The zero crossing analysis files produced by the Anabat are tiny (think kb’s not mb’s) allowing long term monitoring in busy active sites without the need of purchasing multiple expensive data cards. Coupled with a decent external 12v battery it’s possible to leave the detector running up to a month without filling a 2gb CF card. Workflow using AnalookW to analyse all those collected files is reasonably quick too. Note however this is a very visual system with little useful audio output either in the field or back at the computer.

Hi and Lo MIcs

Ergonomically  and weight wise that Anabat and pda are going to be noticeable if you’re carrying one all night although easy enough to handle in the field.

For european batworkers the two mics of interest are the standard mic and the hi mic, the hi mic is recommended where Horseshoe bats may be encountered or where you’re using an extension cable longer than 1 metre.

For me the weak point of the system is the microphone that needs careful thought to protect it from water contact when deploying it in the field. This is easy on open sites where a cover and 45degree sound deflector can be used to keep the mic sheltered. Underground in typical UK 99% humidity conditions I’ve found condensation eventually builds and takes the mic out. Some users compromise recordings and sensitivity by covering the mic in clingfilm to avoid this.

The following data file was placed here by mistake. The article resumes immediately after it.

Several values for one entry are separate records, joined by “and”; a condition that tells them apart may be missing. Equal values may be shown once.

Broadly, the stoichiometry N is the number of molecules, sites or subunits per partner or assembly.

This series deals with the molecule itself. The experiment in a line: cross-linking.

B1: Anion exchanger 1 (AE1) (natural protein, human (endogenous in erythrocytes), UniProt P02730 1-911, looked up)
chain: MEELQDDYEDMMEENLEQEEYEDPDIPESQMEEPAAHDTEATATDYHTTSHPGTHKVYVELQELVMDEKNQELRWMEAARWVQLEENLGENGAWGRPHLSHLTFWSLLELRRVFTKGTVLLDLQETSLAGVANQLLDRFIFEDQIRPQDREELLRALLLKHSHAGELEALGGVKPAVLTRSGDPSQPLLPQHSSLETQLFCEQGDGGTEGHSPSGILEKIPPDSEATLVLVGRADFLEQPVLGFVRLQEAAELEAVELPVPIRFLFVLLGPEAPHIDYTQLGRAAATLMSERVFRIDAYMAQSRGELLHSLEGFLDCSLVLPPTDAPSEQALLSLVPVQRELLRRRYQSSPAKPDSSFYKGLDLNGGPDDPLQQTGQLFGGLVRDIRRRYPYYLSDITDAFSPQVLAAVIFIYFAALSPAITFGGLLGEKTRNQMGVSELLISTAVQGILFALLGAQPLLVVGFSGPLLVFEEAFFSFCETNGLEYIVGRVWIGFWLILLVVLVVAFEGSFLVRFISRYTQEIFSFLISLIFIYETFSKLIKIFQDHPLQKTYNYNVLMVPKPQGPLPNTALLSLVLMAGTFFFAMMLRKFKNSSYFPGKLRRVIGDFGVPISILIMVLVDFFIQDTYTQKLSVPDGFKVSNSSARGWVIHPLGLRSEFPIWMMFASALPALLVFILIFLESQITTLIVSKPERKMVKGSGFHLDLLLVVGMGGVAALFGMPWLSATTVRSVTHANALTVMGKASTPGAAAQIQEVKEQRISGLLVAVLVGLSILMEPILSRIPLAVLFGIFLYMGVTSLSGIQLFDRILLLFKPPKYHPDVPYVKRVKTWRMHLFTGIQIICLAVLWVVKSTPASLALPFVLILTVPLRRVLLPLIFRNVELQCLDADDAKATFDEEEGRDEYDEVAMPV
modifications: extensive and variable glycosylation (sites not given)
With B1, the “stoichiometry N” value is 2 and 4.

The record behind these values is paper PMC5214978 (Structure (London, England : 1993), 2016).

In use with a pda I’ve also had the system corrupt data files in areas of high multiple bat species feeding activity, a frustrating thing to find at the end of what you think has been a good nights survey. Having started using an EM3 this year, I’ve now gone back to connecting the Anabat to a gps only which when combined with BatNav software is a great reliable tool for simple and quick transect work.

In spite of the above drawbacks I still carry two Anabats in my survey bag because they are just so useful to have and use. The anabat is a great system for long term static surveying with low power use and low data storage requirements but with a few tweaks it could be a lot better. In an time of increased competition I’m looking forward to seeing the next iteration of this detector. If it follows the Anabat Roost Logger I’ll be more than happy

Anabat example sonogram

Anabat example sonogram

Anabat users are advised to keep an eye on Chris Corben’s site for the latest firmware and software.